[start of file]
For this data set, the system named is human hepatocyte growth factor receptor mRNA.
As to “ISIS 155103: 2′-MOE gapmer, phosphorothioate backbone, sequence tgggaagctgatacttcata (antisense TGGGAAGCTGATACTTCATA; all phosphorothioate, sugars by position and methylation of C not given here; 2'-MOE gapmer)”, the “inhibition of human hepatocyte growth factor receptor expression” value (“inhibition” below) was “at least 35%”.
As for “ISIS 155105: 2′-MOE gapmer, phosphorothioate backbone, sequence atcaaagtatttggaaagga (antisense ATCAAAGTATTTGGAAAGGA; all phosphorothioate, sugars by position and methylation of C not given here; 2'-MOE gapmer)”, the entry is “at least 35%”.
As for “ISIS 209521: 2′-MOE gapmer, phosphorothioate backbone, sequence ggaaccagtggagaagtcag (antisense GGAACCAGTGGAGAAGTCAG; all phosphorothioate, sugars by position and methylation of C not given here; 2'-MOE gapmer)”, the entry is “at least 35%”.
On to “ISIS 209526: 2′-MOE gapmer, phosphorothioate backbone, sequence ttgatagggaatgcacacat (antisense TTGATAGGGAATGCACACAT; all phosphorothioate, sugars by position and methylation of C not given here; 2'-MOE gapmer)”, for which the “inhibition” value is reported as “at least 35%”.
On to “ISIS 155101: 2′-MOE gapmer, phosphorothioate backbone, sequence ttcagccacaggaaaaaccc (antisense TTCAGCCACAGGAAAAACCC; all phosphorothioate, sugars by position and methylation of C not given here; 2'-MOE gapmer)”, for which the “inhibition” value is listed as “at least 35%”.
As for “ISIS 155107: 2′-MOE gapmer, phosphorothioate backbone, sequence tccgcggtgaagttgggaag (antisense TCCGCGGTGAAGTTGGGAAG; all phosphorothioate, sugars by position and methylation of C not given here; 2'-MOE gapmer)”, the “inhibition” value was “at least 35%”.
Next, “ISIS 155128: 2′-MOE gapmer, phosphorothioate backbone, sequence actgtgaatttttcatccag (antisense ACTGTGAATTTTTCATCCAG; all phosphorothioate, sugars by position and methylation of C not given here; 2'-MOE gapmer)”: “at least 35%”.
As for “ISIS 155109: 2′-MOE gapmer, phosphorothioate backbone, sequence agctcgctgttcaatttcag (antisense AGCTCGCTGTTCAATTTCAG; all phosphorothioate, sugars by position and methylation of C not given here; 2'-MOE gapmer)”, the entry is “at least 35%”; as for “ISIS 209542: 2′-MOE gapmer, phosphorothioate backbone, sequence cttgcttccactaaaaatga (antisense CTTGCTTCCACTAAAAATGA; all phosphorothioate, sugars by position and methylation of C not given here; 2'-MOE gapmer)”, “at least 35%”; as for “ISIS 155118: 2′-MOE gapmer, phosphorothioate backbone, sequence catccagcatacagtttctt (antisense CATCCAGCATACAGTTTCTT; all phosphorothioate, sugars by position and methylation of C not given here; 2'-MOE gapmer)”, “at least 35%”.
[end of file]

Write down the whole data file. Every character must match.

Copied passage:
For this data set, the system named is human hepatocyte growth factor receptor mRNA.
As to “ISIS 155103: 2′-MOE gapmer, phosphorothioate backbone, sequence tgggaagctgatacttcata (antisense TGGGAAGCTGATACTTCATA; all phosphorothioate, sugars by position and methylation of C not given here; 2'-MOE gapmer)”, the “inhibition of human hepatocyte growth factor receptor expression” value (“inhibition” below) was “at least 35%”.
As for “ISIS 155105: 2′-MOE gapmer, phosphorothioate backbone, sequence atcaaagtatttggaaagga (antisense ATCAAAGTATTTGGAAAGGA; all phosphorothioate, sugars by position and methylation of C not given here; 2'-MOE gapmer)”, the entry is “at least 35%”.
As for “ISIS 209521: 2′-MOE gapmer, phosphorothioate backbone, sequence ggaaccagtggagaagtcag (antisense GGAACCAGTGGAGAAGTCAG; all phosphorothioate, sugars by position and methylation of C not given here; 2'-MOE gapmer)”, the entry is “at least 35%”.
On to “ISIS 209526: 2′-MOE gapmer, phosphorothioate backbone, sequence ttgatagggaatgcacacat (antisense TTGATAGGGAATGCACACAT; all phosphorothioate, sugars by position and methylation of C not given here; 2'-MOE gapmer)”, for which the “inhibition” value is reported as “at least 35%”.
On to “ISIS 155101: 2′-MOE gapmer, phosphorothioate backbone, sequence ttcagccacaggaaaaaccc (antisense TTCAGCCACAGGAAAAACCC; all phosphorothioate, sugars by position and methylation of C not given here; 2'-MOE gapmer)”, for which the “inhibition” value is listed as “at least 35%”.
As for “ISIS 155107: 2′-MOE gapmer, phosphorothioate backbone, sequence tccgcggtgaagttgggaag (antisense TCCGCGGTGAAGTTGGGAAG; all phosphorothioate, sugars by position and methylation of C not given here; 2'-MOE gapmer)”, the “inhibition” value was “at least 35%”.
Next, “ISIS 155128: 2′-MOE gapmer, phosphorothioate backbone, sequence actgtgaatttttcatccag (antisense ACTGTGAATTTTTCATCCAG; all phosphorothioate, sugars by position and methylation of C not given here; 2'-MOE gapmer)”: “at least 35%”.
As for “ISIS 155109: 2′-MOE gapmer, phosphorothioate backbone, sequence agctcgctgttcaatttcag (antisense AGCTCGCTGTTCAATTTCAG; all phosphorothioate, sugars by position and methylation of C not given here; 2'-MOE gapmer)”, the entry is “at least 35%”; as for “ISIS 209542: 2′-MOE gapmer, phosphorothioate backbone, sequence cttgcttccactaaaaatga (antisense CTTGCTTCCACTAAAAATGA; all phosphorothioate, sugars by position and methylation of C not given here; 2'-MOE gapmer)”, “at least 35%”; as for “ISIS 155118: 2′-MOE gapmer, phosphorothioate backbone, sequence catccagcatacagtttctt (antisense CATCCAGCATACAGTTTCTT; all phosphorothioate, sugars by position and methylation of C not given here; 2'-MOE gapmer)”, “at least 35%”.